“They started this program as much as I did. Their first year was my first year so we’ve all grown together and now we have four years under our belts,” said Russell, who became the coach in 2016, “We joke about how we don’t feel like they’re seniors yet, but the way they speak to the team, the way they speak in meetings, the way they practice---you can tell they’re seniors.”
Under Russell, the current senior class has increased their win total every season (13 to 14 to 15 to 16), which includes a trip to the state semifinals two years ago.
Kelly and her senior mates recognize this March is a final shot at a title, “It’s been very special. The four on us have been together since fifth or sixth grade and we know that it’s now or never.”
For Newington, it was only their third loss of the season but the second to Wethersfield, also falling 56-40 at WHS on Jan 24.
“Wethersfield is a tough matchup for us. We’ve struggled with them and that showed in the first half. We showed resiliency but we have to play better for 32 minutes,” reiterated Tancredi, who has led the Indians to back-to-back 17-win regular seasons, “It’s about consistency and we have to show that every game, and for the most part we have been consistent so I can’t be too disappointed, but we want to get to that championship caliber where we don’t have these lulls.”
During their 17-3 regular season, Newington showed they are capable on making a run, registering winning streaks of six and seven games.
“We have to move onto the next game, which is always the most important game. That’s where our focus is. We just have to get better and more forward and that’s what winning programs are all about. You don’t dwell on the past, you continue to push forward and improve.”
Frazier has supplied the offense all season, leading the team in scoring and assists, while fellow senior Sabrina Soler and junior Alexie Armour provide the Indians length down low on the defensive end, which Tancredi said is the team’s bread and butter, “We know that we’re a solid defensive team and that our defense leads to our offense. We hang our hats on that. If we have the rhythm and momentum on the defensive end, we’re able to pick it up offensively.”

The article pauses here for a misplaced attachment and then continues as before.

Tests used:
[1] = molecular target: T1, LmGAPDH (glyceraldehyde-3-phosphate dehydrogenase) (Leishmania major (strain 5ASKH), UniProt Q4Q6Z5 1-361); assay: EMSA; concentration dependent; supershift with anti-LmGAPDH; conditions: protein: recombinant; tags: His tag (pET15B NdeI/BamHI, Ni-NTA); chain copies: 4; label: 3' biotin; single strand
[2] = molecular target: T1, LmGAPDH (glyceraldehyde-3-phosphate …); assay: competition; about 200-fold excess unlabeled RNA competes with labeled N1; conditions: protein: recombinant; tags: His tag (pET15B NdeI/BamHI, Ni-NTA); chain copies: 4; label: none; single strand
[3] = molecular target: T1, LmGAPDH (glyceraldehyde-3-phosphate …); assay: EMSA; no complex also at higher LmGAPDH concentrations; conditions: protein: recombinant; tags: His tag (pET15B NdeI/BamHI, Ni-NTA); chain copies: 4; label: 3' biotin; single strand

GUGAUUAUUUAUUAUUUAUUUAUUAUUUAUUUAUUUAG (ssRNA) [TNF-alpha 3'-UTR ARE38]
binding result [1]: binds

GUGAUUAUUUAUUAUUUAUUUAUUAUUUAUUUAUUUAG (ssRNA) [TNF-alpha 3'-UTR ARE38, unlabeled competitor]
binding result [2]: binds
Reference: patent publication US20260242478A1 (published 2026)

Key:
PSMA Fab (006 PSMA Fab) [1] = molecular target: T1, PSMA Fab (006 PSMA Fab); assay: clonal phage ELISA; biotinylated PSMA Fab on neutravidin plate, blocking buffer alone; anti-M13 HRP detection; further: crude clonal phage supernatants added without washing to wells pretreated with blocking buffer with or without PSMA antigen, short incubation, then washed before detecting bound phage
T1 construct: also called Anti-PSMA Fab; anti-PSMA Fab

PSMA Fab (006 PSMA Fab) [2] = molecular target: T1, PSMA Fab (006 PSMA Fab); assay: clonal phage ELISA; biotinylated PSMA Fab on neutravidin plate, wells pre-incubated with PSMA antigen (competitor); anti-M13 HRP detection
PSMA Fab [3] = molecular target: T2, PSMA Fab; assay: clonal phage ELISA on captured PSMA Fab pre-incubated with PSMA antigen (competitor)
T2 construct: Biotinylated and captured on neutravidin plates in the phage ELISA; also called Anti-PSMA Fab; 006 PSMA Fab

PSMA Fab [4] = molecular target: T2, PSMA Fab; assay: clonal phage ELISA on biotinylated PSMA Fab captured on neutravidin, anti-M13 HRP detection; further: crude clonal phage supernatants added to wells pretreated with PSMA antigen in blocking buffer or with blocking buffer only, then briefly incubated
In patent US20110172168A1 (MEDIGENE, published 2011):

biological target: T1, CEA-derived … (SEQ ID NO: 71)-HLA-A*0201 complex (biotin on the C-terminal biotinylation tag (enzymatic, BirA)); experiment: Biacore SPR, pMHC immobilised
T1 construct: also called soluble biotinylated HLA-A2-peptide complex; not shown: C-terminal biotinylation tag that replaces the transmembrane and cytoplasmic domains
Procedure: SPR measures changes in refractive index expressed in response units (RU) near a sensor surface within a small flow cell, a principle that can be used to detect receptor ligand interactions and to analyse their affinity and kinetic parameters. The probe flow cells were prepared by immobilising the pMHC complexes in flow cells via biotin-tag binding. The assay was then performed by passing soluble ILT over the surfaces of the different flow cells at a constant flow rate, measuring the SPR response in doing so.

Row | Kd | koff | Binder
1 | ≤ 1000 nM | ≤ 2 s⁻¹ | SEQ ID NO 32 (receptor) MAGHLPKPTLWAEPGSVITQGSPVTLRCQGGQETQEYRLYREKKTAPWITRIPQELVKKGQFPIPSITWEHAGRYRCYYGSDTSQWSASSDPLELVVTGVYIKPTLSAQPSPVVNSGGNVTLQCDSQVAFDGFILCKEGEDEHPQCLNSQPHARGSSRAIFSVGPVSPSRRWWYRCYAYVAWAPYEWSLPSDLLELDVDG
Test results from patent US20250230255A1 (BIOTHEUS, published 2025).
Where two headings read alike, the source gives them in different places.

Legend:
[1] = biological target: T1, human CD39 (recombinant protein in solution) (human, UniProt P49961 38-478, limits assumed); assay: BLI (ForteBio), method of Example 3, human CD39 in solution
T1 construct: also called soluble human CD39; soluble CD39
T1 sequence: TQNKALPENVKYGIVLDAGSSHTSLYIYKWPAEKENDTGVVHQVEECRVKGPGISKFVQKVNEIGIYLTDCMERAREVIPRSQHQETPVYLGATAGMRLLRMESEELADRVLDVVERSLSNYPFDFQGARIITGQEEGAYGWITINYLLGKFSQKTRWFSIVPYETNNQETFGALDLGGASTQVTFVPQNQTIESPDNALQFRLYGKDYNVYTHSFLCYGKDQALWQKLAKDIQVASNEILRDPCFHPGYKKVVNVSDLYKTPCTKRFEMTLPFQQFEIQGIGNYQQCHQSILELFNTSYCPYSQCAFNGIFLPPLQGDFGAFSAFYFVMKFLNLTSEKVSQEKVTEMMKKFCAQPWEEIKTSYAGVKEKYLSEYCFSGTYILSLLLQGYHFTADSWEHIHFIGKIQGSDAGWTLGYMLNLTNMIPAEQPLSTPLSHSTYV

With the regular season in the books, it’s now tourney time.
“I’m proud of what we’ve done throughout the season. We’ve played a very difficult schedule and we won a lot of tough games and it’s only going to get together. Now it’s the time were it’s one and done. You lose and you go home, and we need to realize that there might not be another day to play a basketball game. I think we have the capability but it’s that consistency factor and putting it together at the right time.”
Both Newington and Wethersfield were eliminated by Bloomfield in the CCC tourney and are now preparing for the Class L tournament, starting March 3rd.
Elizabeth Stockman- Rocky Hill (Track & Field): Stockman won the 1600M and finished as the runner-up both the 1000M and 3200M at the Class M finals. The senior ended her Indoor Track season by placing third in the 3200M at the State Open, held at the Floyd Little Athletic Center last Saturday.
Clarissa Nock- Wethersfield (Track & Field): Nock won the Class L Shot Put championship, soundly defeating second place finisher Sarah Ovesny of Shelton (37-08.25 to 36-06.25). Wethersfield’s Madison Righi placed second in the Long Jump at the same event, held at the Floyd Little Athletic Center on Feb 15.
Kalil Shabazz- Middletown (Wrestling): Shabazz won the state championship in the Class L 126-pound division, defeating Michael Carpenter of Pomperaug in the title match. The senior entered the event, held at Bristol Central High School, as the #1-seed and lived up to his ranking, dominating all three opponents he faced.
Luke Fote- Newington (Swimming): Fote won both the 100 and 200 Freestyle events against rival Wethersfield, allowing the Indians to stay competitive against the Eagles at WHS. Despite the valiant efforts of Fote and his teammates, the Eagles won the meet, finishing 5-0 in conference play and winning the CCC North for a third straight season.
Justin Stergos- Cromwell (Hockey): Stergos dished out four assists, extending his seven-game point scoring streak, in Newington Co-op’s 7-0 shutout of BCLM last Saturday. The senior defenseman is the second leading scorer on an Indians team that had won 16 of 18 games entering the week.
Cromwell's Gianluca Albert is guarded by Jeremy Arnum during Valley Regional's 64-39 victory over the Panthers
Valley Regional boys’ basketball entered last Tuesday’s conference tilt at Cromwell riding a 12-game winning streak and exited CHS with a 13th straight win after topping the Panthers 64-39.